The Skinny on Metabolism

Metabolic disorders include high blood pressure, elevated fasting glucose, and increased abdominal fat. When a patient has multiple metabolic disorders, they are said to have metabolic syndrome. Metabolic syndrome affects about 23 percent of adults and puts them at increased risk for type 2 diabetes, obesity, cardiovascular disease, stroke, and other complications.1 A recent study, led by Bridget M. Hron of Boston Children’s Hospital, looked at three different diets (low fat, low glycemic, and very low carbohydrate) and their impact on different hormones as well as their relationship with metabolism.   The largest change was seen with Fibroblast growth factor 21, or FGF-21, especially in response to a very low carbohydrate diet. FGF-21 is secreted by the liver and thought to improve insulin sensitivity and decrease body weight. However, higher levels of FGF-21 are associated with type 2 diabetes and obesity, which leads to a hypothesis that there is some resistance to its effect. In addition, there are several other hormones affected by diet, including Chemerin, a hormone that regulates thermogenesis and adipocyte differentiation decreases with weight loss. Irisin, a polypeptide that can convert white fat into brown fat, has levels that are inversely related to weight, with decreased levels observed in obese persons. Ghrelin levels, which stimulate hunger, increase with weight loss. On the other hand, levels of Peptide-YY (PYY), gastric inhibitory polypeptide (GIP), and amylin decrease with diet-induced weight loss. The authors also concluded from the study that a very low carbohydrate diet can lead to a decreased preference for sugary foods.2

            Another study, led by Rashmi Supriya of the Hong Kong Polytechnic University, looked at the effects of yoga on metabolic syndrome. They found that patients that practiced yoga experienced decreased proinflammatory adipokines (chemerin, leptin, plasminogen activator inhibitor-1, and visfatin), and an increase in an anti-inflammatory adipokine (adiponectin).3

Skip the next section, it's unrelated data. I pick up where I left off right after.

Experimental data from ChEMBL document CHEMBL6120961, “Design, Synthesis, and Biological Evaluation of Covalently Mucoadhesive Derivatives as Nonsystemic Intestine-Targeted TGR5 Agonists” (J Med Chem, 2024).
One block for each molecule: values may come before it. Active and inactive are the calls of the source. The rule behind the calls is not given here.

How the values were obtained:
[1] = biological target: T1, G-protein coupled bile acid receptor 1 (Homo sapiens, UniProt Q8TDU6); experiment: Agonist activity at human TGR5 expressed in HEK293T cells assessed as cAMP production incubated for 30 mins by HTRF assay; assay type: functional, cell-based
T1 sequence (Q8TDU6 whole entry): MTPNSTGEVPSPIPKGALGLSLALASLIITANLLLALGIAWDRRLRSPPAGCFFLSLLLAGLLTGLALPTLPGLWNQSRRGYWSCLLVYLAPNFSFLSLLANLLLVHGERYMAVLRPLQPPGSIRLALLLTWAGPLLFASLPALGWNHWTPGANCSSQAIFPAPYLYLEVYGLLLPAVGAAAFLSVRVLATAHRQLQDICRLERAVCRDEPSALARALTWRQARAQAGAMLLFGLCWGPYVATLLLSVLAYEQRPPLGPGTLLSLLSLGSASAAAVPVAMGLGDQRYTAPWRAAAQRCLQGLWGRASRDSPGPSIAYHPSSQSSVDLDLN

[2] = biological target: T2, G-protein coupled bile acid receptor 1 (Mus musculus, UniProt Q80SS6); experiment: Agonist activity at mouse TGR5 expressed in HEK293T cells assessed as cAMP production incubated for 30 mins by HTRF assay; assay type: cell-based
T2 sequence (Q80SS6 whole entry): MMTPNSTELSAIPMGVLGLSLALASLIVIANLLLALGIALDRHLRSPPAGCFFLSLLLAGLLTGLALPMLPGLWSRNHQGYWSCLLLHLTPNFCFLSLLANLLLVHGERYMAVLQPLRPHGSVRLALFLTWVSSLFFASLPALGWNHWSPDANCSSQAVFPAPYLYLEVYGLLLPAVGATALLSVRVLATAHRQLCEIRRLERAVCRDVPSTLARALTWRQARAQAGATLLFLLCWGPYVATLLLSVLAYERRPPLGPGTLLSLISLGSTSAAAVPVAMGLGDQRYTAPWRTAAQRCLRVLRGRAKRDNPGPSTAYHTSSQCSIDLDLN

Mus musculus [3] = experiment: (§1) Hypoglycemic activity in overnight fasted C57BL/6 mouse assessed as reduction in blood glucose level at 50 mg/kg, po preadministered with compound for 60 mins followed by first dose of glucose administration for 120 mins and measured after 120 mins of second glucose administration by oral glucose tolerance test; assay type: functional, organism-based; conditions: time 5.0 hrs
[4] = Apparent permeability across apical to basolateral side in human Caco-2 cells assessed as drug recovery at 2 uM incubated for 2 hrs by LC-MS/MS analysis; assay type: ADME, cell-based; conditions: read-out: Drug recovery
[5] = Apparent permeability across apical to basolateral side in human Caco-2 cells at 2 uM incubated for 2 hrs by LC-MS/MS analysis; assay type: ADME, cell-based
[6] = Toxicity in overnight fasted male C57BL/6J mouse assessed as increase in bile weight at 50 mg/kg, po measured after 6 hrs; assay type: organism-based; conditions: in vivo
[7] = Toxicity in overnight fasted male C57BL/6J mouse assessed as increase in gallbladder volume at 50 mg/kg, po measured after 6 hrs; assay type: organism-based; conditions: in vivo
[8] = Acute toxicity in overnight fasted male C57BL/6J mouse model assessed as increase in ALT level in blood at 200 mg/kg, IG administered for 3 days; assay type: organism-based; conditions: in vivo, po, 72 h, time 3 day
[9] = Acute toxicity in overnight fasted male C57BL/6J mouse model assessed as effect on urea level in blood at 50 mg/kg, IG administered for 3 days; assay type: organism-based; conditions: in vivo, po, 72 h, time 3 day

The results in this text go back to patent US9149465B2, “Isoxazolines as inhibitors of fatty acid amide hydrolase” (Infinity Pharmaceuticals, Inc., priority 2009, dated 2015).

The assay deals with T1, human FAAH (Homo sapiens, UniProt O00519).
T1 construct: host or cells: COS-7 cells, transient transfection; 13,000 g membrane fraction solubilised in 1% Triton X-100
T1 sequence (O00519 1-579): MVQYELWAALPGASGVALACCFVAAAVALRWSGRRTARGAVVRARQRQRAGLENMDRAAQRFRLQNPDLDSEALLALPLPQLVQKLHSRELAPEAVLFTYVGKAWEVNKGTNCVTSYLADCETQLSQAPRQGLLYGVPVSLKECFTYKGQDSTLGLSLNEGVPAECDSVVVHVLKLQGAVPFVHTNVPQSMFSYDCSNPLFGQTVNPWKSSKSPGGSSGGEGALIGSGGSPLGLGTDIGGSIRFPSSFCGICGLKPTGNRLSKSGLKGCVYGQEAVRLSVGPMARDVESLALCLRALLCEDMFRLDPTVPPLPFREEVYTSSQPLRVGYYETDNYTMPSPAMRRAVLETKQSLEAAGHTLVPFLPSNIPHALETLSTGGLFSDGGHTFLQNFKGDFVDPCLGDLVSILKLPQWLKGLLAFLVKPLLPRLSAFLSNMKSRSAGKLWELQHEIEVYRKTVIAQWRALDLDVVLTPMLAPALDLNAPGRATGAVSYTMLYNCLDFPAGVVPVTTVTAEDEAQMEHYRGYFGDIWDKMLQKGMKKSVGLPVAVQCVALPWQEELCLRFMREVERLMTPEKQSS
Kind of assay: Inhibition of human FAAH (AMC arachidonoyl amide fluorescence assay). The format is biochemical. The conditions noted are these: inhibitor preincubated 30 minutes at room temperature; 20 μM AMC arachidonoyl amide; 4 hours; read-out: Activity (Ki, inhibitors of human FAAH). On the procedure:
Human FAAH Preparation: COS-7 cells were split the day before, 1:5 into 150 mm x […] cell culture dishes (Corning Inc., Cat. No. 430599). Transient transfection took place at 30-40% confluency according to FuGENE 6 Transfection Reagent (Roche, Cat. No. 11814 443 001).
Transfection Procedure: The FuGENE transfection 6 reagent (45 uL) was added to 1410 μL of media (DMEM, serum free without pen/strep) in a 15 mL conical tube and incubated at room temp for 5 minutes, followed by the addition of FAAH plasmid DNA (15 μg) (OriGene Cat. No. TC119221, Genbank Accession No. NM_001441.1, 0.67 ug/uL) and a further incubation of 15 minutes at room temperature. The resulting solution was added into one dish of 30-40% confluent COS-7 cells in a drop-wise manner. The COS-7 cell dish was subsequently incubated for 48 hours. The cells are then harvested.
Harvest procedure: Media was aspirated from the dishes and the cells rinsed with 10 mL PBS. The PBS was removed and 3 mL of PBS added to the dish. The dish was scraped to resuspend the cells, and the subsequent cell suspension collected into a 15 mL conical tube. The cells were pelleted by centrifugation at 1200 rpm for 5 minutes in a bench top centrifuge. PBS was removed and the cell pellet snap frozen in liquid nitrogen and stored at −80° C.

2. Hron et al., Nutrition & Metabolism, 14 (44), 1 (2017). Retrieved from
  3. R. Supriya et al., Scand J Med Sci Sports, 00, 1 (2018). Retrieved from
Industry News , Biologically Active Peptides , Diabetes

Denise Karounos

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Denise Karounos joined Peptides International in October 2016. After completing her BS in chemistry from West Virginia University, she spent time as an organic chemist at Bachem Bioscience synthesizing peptides and amino acid derivatives. Denise has experience with both solid and solution-phase peptide synthesis, and has worked under both research and cGMP settings. After completing her MBA from Saint Joseph’s University, Denise transitioned into product management of peptides and amino acid derivatives. In her marketing role, she had many duties including but not limited to product management, market research, creating and producing marketing materials, handling US catalog distribution and customer database, email marketing, quoting and inside sales, sales calls, and coordinating and attending trade conferences. 

At PI, Denise's duties encompass both sales and marketing, bringing to bear her extensive lab and sales support experience. Contact her today and see how Denise can assist you with your peptide research project.